“Restoration doesn’t necessarily mean making things the way they were, sometimes it means making things the way they’re supposed to be.” Jill Lillis
If I haven’t had much to say lately, it’s because I’m pretty soundly confused much of the time and, out of my as-of-yet-to-be conquered fear of a poor public opinion, I’ve made this blog more about essays on revelations I’ve grasped and vague ramblings on the things I haven’t rather than anything at all about an actual journey to wholeness.
The truth of my journey at the moment is that, from all outward appearances, I seem to have entirely lost the path and, from an inward perspective, I still seem to be very much on it.
I warned you I was confused.
I’ve made a series of decisions over the last year that have come with some consequences to be certain. The first was last March, when I began socially drinking. The second was in December when I entered into an intimate relationship with a fantastic guy who happens to not be a Christian.
Have you gasped and moved on yet? This post is not meant to be about me and alcohol so I’ll not make it, but I will say, for those who I imagine are concerned, I am fine and balanced and, for the most part, not “prone to drunkenness” as the Bible warns against. Now that it’s out, I’m sure there will be more on that later.
Now then, I wish I’d been writing truthfully about these things all along, about all of it. The last year has been one of both incredible highs and lows. I’ve failed in some areas deeply and, in that, learned valuable lessons. In other areas I’ve pushed past opinion and bias and broken through legalism in a way that I’d only talked about in theory previously. As an aside from the point here (if indeed I even have one), I’ll offer that the steps one must take in order to truly step outside of religion and legalism are not at all pleasant and tend to be not at all popular.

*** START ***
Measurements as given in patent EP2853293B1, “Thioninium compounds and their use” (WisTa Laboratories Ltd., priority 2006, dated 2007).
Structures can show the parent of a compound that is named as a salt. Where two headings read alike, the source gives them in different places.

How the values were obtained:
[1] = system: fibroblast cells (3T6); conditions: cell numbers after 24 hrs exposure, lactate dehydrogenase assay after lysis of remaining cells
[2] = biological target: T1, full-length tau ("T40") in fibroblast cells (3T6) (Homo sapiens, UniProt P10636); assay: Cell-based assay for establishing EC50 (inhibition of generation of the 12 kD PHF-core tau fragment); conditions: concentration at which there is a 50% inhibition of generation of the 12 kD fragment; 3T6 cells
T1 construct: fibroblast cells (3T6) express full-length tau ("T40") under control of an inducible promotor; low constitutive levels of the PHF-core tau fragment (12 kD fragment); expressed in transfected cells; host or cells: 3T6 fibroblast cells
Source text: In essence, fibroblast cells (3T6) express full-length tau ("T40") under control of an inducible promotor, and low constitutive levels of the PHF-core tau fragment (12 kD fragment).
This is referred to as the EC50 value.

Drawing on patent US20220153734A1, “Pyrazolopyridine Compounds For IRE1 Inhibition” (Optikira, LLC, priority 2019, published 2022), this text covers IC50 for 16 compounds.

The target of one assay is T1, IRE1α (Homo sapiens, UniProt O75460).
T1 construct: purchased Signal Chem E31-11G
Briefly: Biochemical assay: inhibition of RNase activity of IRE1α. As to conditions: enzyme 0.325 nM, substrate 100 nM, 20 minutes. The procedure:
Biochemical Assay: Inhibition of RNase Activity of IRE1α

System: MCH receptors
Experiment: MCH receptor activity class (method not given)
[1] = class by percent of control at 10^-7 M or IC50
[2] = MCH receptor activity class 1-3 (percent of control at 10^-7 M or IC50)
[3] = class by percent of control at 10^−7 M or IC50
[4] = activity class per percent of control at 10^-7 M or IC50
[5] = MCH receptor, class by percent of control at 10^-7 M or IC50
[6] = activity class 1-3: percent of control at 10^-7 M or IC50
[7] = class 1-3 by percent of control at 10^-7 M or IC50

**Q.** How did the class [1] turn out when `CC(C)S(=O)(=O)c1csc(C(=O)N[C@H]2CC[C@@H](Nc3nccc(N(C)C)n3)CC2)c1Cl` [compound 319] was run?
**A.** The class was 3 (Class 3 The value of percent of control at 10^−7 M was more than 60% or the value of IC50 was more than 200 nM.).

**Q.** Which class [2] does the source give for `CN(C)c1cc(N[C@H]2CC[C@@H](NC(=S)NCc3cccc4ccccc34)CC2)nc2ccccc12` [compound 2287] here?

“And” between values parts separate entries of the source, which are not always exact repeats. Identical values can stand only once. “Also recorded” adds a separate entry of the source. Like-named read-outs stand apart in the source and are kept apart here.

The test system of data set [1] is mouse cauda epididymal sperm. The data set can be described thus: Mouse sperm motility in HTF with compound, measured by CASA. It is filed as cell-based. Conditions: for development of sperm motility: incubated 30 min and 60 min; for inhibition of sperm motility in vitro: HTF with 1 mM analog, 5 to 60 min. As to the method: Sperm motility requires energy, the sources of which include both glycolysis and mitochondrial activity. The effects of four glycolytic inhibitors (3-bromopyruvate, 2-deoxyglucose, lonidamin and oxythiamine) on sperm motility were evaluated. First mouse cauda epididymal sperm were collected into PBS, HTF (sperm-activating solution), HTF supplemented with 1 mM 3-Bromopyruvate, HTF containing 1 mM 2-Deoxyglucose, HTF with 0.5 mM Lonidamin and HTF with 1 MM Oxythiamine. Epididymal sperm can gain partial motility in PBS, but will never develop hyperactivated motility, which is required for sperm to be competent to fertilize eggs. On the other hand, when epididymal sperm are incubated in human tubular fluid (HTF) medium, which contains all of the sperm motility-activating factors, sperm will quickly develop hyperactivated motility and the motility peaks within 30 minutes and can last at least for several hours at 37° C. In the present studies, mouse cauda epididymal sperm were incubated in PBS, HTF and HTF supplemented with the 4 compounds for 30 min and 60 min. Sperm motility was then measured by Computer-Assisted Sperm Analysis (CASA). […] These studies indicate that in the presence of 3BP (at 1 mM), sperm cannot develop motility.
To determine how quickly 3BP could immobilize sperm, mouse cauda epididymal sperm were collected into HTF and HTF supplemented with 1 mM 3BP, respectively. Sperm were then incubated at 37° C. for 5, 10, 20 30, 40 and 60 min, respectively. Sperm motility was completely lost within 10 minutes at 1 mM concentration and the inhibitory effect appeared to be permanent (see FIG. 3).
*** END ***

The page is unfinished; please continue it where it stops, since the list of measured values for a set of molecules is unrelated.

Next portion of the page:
One of the primary consequences of my decisions is that I am no longer singing in church and with church groups. Again, this is not about that, though I’m sure another post one day will be. The circumstances in which that consequence came about was handled poorly and dealt to me painfully and caused a divide between me and the church I call home.
And, in short, that’s where I am today.
Today in church, during the worship service, I was meditating on how unfulfilled my life feels when God is not the very center of it. (I’m often meditating on missing the wholeness of God during worship services as I still only feel my truest and deepest self with Him in music and I can only feel like I am sharing in His heart fully when I am singing for others to find it.) I stood and sang, quietly, and wondered what if I could go back to the way things were? What if I could undo the decisions that had put me on the outside of a intimate group and take my place once more?
My journal from this moment reads:
“I cannot stand to be this far from God. And yet, here in church, I look around, and I cannot bear the thought of plugging back into this. It is so hollow. Accomplishing nothing. Self-focused. Empty. Is this my choice?! Is this what I should give up a life I love for? I cannot stand the idea of it. I don’t want anything that isn’t true and authentic and effective. What shall I do, God? Where shall I go?!”